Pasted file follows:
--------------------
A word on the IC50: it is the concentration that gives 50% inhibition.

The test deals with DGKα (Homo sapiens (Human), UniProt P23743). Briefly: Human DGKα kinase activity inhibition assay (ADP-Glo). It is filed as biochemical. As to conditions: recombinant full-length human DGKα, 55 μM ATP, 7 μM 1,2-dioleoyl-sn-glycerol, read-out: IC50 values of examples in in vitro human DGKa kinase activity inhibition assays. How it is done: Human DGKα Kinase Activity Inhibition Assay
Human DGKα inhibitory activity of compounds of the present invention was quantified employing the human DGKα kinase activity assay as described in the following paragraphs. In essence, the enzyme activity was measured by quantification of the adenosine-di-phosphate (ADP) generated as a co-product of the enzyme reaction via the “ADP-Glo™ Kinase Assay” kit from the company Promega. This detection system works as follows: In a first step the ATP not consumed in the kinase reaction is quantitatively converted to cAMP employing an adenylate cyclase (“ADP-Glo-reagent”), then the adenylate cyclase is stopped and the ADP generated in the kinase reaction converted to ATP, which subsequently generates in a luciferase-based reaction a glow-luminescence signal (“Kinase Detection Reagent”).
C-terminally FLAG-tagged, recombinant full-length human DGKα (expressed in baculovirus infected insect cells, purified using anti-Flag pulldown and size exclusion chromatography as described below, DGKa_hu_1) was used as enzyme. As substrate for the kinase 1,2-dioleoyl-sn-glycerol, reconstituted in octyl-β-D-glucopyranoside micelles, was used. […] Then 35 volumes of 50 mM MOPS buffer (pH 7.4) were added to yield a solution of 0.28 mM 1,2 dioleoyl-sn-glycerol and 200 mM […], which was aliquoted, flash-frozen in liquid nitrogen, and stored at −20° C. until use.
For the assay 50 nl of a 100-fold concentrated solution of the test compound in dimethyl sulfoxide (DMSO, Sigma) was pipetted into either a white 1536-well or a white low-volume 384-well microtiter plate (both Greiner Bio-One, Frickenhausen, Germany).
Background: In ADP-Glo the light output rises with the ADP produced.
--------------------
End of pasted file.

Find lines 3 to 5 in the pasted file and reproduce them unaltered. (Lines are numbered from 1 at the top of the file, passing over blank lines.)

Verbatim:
Human DGKα inhibitory activity of compounds of the present invention was quantified employing the human DGKα kinase activity assay as described in the following paragraphs. In essence, the enzyme activity was measured by quantification of the adenosine-di-phosphate (ADP) generated as a co-product of the enzyme reaction via the “ADP-Glo™ Kinase Assay” kit from the company Promega. This detection system works as follows: In a first step the ATP not consumed in the kinase reaction is quantitatively converted to cAMP employing an adenylate cyclase (“ADP-Glo-reagent”), then the adenylate cyclase is stopped and the ADP generated in the kinase reaction converted to ATP, which subsequently generates in a luciferase-based reaction a glow-luminescence signal (“Kinase Detection Reagent”).
C-terminally FLAG-tagged, recombinant full-length human DGKα (expressed in baculovirus infected insect cells, purified using anti-Flag pulldown and size exclusion chromatography as described below, DGKa_hu_1) was used as enzyme. As substrate for the kinase 1,2-dioleoyl-sn-glycerol, reconstituted in octyl-β-D-glucopyranoside micelles, was used. […] Then 35 volumes of 50 mM MOPS buffer (pH 7.4) were added to yield a solution of 0.28 mM 1,2 dioleoyl-sn-glycerol and 200 mM […], which was aliquoted, flash-frozen in liquid nitrogen, and stored at −20° C. until use.
For the assay 50 nl of a 100-fold concentrated solution of the test compound in dimethyl sulfoxide (DMSO, Sigma) was pipetted into either a white 1536-well or a white low-volume 384-well microtiter plate (both Greiner Bio-One, Frickenhausen, Germany).